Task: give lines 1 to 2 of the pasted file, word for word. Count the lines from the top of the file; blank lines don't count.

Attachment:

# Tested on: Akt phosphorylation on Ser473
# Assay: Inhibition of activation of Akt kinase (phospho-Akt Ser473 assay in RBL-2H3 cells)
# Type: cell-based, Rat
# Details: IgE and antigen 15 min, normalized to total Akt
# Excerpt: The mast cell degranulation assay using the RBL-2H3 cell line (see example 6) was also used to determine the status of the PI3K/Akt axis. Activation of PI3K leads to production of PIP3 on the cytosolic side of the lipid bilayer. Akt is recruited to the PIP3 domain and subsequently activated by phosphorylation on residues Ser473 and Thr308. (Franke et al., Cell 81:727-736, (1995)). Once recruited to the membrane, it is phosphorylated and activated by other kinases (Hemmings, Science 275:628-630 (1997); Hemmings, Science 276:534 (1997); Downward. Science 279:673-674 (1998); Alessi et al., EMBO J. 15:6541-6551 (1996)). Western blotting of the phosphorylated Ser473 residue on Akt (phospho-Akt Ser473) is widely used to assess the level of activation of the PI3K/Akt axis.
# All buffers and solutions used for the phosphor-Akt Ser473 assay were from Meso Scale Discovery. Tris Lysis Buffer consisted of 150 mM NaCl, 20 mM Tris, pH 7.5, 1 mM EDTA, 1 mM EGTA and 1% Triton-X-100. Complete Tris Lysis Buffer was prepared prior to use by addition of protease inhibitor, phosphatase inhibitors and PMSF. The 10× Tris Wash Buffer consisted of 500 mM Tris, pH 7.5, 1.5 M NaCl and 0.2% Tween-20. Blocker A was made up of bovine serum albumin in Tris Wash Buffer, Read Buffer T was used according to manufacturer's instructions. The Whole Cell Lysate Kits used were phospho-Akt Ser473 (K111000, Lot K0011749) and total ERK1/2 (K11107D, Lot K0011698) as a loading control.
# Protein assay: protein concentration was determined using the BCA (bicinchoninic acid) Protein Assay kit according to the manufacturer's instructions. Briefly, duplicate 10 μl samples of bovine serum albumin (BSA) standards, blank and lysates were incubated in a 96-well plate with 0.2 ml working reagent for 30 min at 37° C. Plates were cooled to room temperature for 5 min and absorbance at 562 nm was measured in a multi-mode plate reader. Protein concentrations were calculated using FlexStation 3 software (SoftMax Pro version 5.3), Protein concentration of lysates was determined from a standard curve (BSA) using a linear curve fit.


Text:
# Tested on: Akt phosphorylation on Ser473
# Assay: Inhibition of activation of Akt kinase (phospho-Akt Ser473 assay in RBL-2H3 cells)